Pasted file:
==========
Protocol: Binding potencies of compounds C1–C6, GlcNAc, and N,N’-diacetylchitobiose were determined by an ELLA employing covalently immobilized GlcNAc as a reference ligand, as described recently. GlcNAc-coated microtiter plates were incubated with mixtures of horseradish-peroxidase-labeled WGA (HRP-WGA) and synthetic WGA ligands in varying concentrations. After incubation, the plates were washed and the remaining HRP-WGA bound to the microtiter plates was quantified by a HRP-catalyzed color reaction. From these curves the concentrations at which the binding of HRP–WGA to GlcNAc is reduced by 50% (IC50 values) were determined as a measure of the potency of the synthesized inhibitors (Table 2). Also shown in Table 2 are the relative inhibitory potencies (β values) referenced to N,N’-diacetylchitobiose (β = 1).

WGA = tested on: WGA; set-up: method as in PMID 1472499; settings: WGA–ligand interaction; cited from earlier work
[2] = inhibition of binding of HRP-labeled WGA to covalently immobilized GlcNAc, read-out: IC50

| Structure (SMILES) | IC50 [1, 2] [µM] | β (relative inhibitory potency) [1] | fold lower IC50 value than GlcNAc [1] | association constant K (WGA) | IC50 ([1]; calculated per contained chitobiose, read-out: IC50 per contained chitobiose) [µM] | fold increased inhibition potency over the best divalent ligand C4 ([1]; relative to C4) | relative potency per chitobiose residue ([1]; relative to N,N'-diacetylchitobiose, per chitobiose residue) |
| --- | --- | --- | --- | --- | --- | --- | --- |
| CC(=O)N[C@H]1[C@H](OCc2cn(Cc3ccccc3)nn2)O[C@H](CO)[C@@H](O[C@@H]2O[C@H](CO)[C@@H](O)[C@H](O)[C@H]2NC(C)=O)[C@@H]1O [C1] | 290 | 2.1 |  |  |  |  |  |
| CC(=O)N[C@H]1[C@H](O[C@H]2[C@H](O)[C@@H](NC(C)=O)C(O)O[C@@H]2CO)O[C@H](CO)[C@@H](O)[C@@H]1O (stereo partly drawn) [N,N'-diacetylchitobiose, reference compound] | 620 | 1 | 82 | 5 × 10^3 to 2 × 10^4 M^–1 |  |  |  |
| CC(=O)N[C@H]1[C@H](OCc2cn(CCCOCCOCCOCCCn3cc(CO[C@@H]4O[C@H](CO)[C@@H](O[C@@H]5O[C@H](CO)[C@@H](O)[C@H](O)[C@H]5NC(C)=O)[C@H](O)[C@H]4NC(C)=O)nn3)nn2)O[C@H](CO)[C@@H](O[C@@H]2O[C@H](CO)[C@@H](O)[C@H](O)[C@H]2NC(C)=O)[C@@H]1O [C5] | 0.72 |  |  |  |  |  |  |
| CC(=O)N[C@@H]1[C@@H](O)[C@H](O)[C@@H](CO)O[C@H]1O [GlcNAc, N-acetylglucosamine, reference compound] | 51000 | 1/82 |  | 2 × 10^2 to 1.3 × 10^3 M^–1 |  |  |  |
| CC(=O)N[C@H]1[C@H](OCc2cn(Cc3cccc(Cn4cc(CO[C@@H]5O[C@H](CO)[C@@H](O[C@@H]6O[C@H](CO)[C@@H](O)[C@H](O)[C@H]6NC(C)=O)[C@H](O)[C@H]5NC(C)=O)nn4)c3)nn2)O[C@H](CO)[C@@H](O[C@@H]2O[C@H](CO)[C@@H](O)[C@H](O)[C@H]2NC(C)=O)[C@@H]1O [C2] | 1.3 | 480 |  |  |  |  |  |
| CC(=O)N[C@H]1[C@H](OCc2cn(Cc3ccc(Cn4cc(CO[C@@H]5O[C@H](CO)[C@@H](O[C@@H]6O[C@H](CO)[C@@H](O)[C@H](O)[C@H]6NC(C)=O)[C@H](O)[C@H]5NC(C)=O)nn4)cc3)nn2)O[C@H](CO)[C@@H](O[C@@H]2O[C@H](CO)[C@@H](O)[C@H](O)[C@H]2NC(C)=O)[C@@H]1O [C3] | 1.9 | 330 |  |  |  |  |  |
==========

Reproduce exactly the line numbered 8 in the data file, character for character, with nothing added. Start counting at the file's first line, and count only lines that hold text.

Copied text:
| CC(=O)N[C@H]1[C@H](OCc2cn(CCCOCCOCCOCCCn3cc(CO[C@@H]4O[C@H](CO)[C@@H](O[C@@H]5O[C@H](CO)[C@@H](O)[C@H](O)[C@H]5NC(C)=O)[C@H](O)[C@H]4NC(C)=O)nn3)nn2)O[C@H](CO)[C@@H](O[C@@H]2O[C@H](CO)[C@@H](O)[C@H](O)[C@H]2NC(C)=O)[C@@H]1O [C5] | 0.72 |  |  |  |  |  |  |